Antiterrorism Program Cuts Funding for More Than 30 U.S. Cities

More than 30 U.S. cities have been informed by the Homeland Security Department that they will not receive terrorism preparedness funding under one top grant program in this budget year due to budget constraints, the Associated Press reported on Friday (see GSN, April 13).

Funding for the Urban Areas Security Initiative was trimmed by some $170 million for fiscal 2011 under a federal compromise budget through September 30. The program is aimed at protecting high-risk U.S. urban centers from a potential terrorist assault, with monies to be spent on building law enforcement and antiterrorism capacities.

Thirty-one cities, including Washington, New York and Boston, will still be awarded more than $662 million in program funding in the present fiscal year.

Some of the cities that will lose out on program funding include Providence, R.I., Hartford, Conn., Bridgeport, Conn. and three Texas cities -- Austin, El Paso and San Antonio. Those Texas population centers were awarded roughly $14.5 million from the funding initiative in fiscal 2010.

Senate Homeland Security and Governmental Affairs Committee Chairman Joseph Lieberman (I-Conn.) said his state would receive roughly 50 percent of the DHS funding it has seen in years past (Associated Press I/Boston Globe, May 20).

Officials from impacted areas reacted with dismay to the funding news, AP reported.

"We're still working to fully understand why central Ohio was excluded from the funding and the impact today's announcement will have on our homeland-security efforts," Franklin County Board of Commissioners spokeswoman Hanna Greer said. "We'll be working with our congressional representatives and reaching out to the administration to restore some level of funding."

In Ohio, Columbus and Toledo were among those cities not to receive any Urban Areas Security Initiative funding this year while Cincinnati and Cleveland saw their respective program allocations trimmed to $3.5 million and $3.6 million.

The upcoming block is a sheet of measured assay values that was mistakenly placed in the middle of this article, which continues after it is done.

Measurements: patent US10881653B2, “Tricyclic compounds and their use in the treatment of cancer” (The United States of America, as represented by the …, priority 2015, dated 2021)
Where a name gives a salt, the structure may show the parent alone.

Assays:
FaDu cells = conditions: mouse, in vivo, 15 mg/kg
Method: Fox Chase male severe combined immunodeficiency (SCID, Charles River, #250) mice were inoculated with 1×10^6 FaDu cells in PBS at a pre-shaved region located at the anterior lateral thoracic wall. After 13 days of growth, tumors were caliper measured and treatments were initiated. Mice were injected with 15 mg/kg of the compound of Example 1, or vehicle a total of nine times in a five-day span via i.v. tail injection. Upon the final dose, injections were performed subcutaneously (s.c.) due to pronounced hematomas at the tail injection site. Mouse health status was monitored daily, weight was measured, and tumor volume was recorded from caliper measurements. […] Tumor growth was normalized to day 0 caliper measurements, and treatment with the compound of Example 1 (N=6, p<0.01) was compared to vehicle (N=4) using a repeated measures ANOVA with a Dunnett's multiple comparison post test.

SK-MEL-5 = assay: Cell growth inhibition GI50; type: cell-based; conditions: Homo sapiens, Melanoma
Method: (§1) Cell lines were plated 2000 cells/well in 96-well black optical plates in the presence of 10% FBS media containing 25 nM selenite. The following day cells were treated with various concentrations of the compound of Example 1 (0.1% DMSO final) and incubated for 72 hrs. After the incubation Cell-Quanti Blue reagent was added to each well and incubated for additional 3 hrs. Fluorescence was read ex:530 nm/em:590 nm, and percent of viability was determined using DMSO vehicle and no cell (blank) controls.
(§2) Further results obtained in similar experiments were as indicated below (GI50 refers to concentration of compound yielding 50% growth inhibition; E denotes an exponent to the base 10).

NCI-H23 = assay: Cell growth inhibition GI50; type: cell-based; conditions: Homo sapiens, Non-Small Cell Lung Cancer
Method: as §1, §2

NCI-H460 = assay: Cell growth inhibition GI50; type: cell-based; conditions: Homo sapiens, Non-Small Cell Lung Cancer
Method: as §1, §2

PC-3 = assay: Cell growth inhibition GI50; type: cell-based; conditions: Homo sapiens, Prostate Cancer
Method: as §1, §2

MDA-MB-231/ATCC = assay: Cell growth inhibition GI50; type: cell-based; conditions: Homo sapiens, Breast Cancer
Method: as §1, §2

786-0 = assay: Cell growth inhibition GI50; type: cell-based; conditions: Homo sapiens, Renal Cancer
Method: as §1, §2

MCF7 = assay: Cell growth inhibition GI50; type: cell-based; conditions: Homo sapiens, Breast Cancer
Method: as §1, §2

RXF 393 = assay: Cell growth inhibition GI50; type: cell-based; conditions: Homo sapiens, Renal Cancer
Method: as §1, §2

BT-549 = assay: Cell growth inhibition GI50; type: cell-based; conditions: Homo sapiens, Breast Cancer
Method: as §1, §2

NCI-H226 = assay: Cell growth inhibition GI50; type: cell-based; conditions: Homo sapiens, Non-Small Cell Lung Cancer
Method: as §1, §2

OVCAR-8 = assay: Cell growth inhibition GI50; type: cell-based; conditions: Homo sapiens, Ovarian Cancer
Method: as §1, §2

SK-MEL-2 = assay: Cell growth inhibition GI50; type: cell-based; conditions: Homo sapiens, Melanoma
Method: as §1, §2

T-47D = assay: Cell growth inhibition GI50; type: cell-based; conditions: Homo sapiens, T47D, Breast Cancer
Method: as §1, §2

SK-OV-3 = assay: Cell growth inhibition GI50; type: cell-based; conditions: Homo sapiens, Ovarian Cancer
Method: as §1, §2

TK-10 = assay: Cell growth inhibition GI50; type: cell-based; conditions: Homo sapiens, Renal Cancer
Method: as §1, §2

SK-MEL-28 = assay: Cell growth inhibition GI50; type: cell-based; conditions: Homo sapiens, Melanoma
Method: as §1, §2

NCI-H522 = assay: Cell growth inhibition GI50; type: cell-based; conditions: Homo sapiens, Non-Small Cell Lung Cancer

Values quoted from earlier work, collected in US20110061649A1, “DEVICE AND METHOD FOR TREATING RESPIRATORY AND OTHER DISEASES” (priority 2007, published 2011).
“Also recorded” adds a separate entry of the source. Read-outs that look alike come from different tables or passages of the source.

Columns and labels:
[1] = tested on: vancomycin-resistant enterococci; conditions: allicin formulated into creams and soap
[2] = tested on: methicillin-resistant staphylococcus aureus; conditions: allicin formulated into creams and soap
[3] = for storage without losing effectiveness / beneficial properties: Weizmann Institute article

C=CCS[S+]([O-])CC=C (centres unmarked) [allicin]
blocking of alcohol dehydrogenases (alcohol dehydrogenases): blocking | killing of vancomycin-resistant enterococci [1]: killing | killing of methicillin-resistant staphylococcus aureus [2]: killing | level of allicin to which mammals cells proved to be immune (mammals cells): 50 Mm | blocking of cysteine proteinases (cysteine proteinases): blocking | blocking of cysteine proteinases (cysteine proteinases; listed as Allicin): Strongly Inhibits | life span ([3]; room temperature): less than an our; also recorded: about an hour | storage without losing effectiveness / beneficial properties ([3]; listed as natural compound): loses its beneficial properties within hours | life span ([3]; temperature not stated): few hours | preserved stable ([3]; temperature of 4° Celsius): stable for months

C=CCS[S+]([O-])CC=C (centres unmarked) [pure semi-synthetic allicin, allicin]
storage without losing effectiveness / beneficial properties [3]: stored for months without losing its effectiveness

Representative Peter King (R-N.Y.), who leads the House Homeland Security Committee, lauded Homeland Security's decision to maintain funding amounts for the New York City metropolitan area -- some $151.5 million. The actions demonstrates that the department understands "that New York and Long Island remain the top target of al-Qaeda," he said (Alicia Caldwell, Associated Press II/Columbus Dispatch, May 20).

Roughly $540 million of the Urban Areas Security Initiative funding is to be directed toward the 11 cities estimated to be at greatest risk for a terrorist attack. Another 20 cities would collect the remaining money, according to a Homeland Security release.

Total DHS fiscal 2011 grant spending is almost 25 percent lower than available funding in the previous budget. The department announced on Thursday it would allocate $2.1 billion across 12 different initiatives to cities, states, tribal governments and other recipients to help build preparedness for a terrorist assault or other crisis, according to a DHS release.

"In today's tight fiscal environment, we are maximizing limited grant dollars by setting clear priorities and focusing on the areas that face the greatest risk," Homeland Security Secretary Janet Napolitano said in provided comments.

The State Homeland Security Program -- designed to aid states in putting in place and augmenting their security plans -- is to receive more than $526 million in fiscal 2011.

The Metropolitan Medical Response System Program is to receive about $34 million to support regional public health abilities to respond to a high casualty attack, while the Citizen Crops Program will distribute in excess of $9 million on community preparedness and related activities.

The Port Security Grant Program has about $235 million to distribute to seaports, while the Transit Security Grant Program and the Freight Rail Security Grant Program respectively were assigned in excess of $200 million and about $10 million (U.S. Homeland Security Department release, May 19).

May 20, 2011
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More than 30 U.S. cities have been informed by the Homeland Security Department that they will not receive terrorism preparedness funding under one top grant program in this budget year due to budget constraints, the Associated Press reported on Friday (see GSN, April 13).